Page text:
In the first volume of his autobiography My Story so Far, written from the perspective that his early United glory was only a preface to greater things, Rooney told of how he had discovered the value of ice baths after games – something old-stagers Paul Scholes and Gary Neville swore by, to help ease the aches and pains which were beginning to afflict him.

"At the age of 21 it's clear what's happening," the book concludes. "I've become a veteran – so excuse me while I go and lie down." A man of routine, he took to the ice as always last night, with the world no closer to knowing whether the best may yet be ahead of him.

News
Legendary blues and rock singer Joe Cocker has died of lung cancer, his management team as confirmed. He was 70
people70-year-old was most famous for 'You are So Beautiful'
News
people
Sport
Chelsea manager Jose Mourinho
footballLatest score and Twitter updates
Arts and Entertainment
David Hasselhof in Peter Pan
The US stars who've taken to UK panto, from Hasselhoff to Hall
PROMOTED VIDEO
Have you tried new the Independent Digital Edition apps?
Life and Style
Approaching sale shopping in a smart way means that you’ll get the most out of your money
life + styleSales shopping tips and tricks from the experts
News
newsIt was due to be auctioned off for charity
Life and Style
A still from a scene cut from The Interview showing North Korean leader Kim Jong-un's death.
tech
Environment
Sir David Attenborough
environment... as well as a plant and a spider
Voices
'That's the legal bit done. Now on to the ceremony!'
voicesThe fight for marriage equality isn't over yet, says Siobhan Fenton
Caption competition
Caption competition
Latest stories from i100
Have you tried new the Independent Digital Edition apps?

Bleacher Report

Daily Quiz
Independent Dating
and  

By clicking 'Search' you
are agreeing to our
Terms of Use.

Day In a Page

Surrounded by high-rise flats is a little house filled with Lebanon’s history - clocks, rifles, frogmen’s uniforms and colonial helmets

Clocks, rifles, swords, frogmen’s uniforms

Surrounded by high-rise flats is a little house filled with Lebanon’s history
Return to Gaza: Four months on, the wounds left by Israel's bombardment have not yet healed

Four months after the bombardment, Gaza’s wounds are yet to heal

Kim Sengupta is reunited with a man whose plight mirrors the suffering of the Palestinian people
Gastric surgery: Is it really the answer to the UK's obesity epidemic?

Is gastric surgery really the answer to the UK's obesity epidemic?

Critics argue that it’s crazy to operate on healthy people just to stop them eating
Homeless Veterans appeal: Christmas charity auction Part 2 - now LIVE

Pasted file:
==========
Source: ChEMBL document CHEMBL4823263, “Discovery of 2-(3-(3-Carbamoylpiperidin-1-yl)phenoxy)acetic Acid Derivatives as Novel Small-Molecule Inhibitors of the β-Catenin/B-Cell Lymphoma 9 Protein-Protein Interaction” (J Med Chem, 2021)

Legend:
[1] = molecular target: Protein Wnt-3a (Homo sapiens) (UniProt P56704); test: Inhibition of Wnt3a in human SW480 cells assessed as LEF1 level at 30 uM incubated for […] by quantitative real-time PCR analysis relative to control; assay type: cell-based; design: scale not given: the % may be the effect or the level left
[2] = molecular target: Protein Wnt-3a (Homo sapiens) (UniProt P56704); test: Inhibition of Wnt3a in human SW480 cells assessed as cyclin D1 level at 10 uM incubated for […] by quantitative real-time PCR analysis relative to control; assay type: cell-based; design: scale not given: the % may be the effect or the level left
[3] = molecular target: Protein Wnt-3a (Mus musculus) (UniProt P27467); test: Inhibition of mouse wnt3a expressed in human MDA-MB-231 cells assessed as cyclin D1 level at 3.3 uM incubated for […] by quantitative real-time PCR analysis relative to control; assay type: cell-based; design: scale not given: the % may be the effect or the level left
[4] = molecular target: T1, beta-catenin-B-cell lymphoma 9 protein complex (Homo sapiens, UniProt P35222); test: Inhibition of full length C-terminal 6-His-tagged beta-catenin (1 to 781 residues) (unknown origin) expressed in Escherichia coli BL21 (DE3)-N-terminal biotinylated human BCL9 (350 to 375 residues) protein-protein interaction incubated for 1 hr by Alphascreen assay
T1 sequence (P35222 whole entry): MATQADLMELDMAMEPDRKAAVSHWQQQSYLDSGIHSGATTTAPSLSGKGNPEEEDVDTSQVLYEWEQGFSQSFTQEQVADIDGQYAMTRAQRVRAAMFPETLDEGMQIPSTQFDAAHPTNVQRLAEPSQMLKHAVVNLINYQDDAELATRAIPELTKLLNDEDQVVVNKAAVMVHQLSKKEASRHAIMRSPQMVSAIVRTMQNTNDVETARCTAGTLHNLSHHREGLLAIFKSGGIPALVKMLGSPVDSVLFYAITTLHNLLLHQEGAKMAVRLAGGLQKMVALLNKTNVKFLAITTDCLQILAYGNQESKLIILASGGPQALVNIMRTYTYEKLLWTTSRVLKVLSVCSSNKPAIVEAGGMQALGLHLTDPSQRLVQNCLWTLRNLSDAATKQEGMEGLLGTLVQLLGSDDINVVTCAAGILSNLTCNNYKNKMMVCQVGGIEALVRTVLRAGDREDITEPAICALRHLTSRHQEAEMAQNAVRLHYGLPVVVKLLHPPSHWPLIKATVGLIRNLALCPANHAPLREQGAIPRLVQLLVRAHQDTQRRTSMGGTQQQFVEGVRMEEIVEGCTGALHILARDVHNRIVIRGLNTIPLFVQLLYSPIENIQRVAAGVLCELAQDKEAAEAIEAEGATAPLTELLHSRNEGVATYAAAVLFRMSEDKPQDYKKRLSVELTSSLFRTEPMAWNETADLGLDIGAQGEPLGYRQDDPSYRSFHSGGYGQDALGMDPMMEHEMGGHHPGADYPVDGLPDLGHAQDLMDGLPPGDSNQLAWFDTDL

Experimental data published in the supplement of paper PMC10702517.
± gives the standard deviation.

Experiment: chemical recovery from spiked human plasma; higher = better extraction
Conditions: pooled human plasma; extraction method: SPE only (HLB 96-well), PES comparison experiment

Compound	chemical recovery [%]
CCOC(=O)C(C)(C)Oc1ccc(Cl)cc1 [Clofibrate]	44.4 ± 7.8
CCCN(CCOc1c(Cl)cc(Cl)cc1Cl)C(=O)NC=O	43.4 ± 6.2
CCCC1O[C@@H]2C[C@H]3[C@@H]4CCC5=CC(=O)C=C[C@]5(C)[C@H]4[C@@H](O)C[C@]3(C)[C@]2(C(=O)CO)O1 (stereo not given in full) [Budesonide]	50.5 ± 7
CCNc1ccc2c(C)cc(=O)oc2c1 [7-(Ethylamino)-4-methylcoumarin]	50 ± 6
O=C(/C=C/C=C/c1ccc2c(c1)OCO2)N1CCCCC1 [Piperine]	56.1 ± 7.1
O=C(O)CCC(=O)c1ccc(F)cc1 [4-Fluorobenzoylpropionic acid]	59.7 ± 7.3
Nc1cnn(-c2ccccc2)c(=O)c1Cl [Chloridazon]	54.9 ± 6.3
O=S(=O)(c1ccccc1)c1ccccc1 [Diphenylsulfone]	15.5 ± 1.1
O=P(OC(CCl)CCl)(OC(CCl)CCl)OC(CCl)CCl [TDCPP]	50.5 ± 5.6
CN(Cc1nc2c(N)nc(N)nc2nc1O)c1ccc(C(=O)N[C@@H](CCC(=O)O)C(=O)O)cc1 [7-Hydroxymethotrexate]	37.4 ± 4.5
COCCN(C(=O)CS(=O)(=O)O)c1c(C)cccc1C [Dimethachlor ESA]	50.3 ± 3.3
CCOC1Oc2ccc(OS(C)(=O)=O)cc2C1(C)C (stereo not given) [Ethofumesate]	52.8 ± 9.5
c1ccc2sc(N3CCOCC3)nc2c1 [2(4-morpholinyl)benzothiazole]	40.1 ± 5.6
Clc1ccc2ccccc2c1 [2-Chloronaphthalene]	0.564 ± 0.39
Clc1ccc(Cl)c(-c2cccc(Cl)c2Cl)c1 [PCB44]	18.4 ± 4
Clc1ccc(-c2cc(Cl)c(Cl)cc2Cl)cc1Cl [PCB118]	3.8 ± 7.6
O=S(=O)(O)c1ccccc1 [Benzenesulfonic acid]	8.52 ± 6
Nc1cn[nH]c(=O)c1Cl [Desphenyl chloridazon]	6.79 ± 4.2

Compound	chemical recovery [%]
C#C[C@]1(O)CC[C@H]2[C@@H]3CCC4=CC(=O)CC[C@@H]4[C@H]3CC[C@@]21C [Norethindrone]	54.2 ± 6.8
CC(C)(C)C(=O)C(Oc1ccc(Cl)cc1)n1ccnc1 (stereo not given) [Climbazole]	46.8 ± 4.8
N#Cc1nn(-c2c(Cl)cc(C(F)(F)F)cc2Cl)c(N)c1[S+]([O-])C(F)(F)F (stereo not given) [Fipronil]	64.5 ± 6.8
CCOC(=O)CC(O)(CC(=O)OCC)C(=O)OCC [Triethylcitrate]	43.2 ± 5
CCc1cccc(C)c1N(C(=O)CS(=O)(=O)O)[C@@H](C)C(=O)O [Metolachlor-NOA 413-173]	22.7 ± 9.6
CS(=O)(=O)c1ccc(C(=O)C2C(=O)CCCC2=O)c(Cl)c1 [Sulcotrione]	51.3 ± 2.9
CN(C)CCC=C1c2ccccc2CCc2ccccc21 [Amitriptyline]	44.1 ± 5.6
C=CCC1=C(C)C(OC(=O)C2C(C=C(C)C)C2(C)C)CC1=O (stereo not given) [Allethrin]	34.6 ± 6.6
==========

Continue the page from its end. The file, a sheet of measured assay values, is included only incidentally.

Homeless Veterans appeal: Christmas charity auction

Bid on original art, or trips of a lifetime to Africa or the 'Corrie' set, and help Homeless Veterans
Pantomime rings the changes to welcome autistic theatre-goers

Autism-friendly theatre

Pantomime leads the pack in quest to welcome all
The week Hollywood got scared and had to grow up a bit

The week Hollywood got scared and had to grow up a bit

Sony suffered a chorus of disapproval after it withdrew 'The Interview', but it's not too late for it to take a stand, says Joan Smith
From Widow Twankey to Mother Goose, how do the men who play panto dames get themselves ready for the performance of a lifetime?

Panto dames: before and after

From Widow Twankey to Mother Goose, how do the men who play panto dames get themselves ready for the performance of a lifetime?
Thirties murder mystery novel is surprise runaway Christmas hit

Thirties murder mystery novel is surprise runaway Christmas hit

Booksellers say readers are turning away from dark modern thrillers and back to the golden age of crime writing
Anne-Marie Huby: 'Charities deserve the best,' says founder of JustGiving

Anne-Marie Huby: 'Charities deserve the best'

Ten million of us have used the JustGiving website to donate to good causes. Its co-founder says that being dynamic is as important as being kind
The botanist who hunts for giant trees at Kew Gardens

The man who hunts giants

A Kew Gardens botanist has found 25 new large tree species - and he's sure there are more out there
The 12 ways of Christmas: Spare a thought for those who will be working to keep others safe during the festive season

The 12 ways of Christmas

We speak to a dozen people who will be working to keep others safe, happy and healthy over the holidays
Birdwatching men have a lot in common with their feathered friends, new study shows

The male exhibits strange behaviour

A new study shows that birdwatching men have a lot in common with their feathered friends...
Diaries of Evelyn Waugh, Virginia Woolf and Noël Coward reveal how they coped with the December blues

Famous diaries: Christmas week in history

Noël Coward parties into the night, Alan Clark bemoans the cost of servants, Evelyn Waugh ponders his drinking…
From noble to narky, the fall of the open letter

From noble to narky, the fall of the open letter

The great tradition of St Paul and Zola reached its nadir with a hungry worker's rant to Russell Brand, says DJ Taylor
A Christmas ghost story by Alison Moore: A prodigal daughter has a breakthrough

A Christmas ghost story by Alison Moore

The story was published earlier this month in 'Poor Souls' Light: Seven Curious Tales'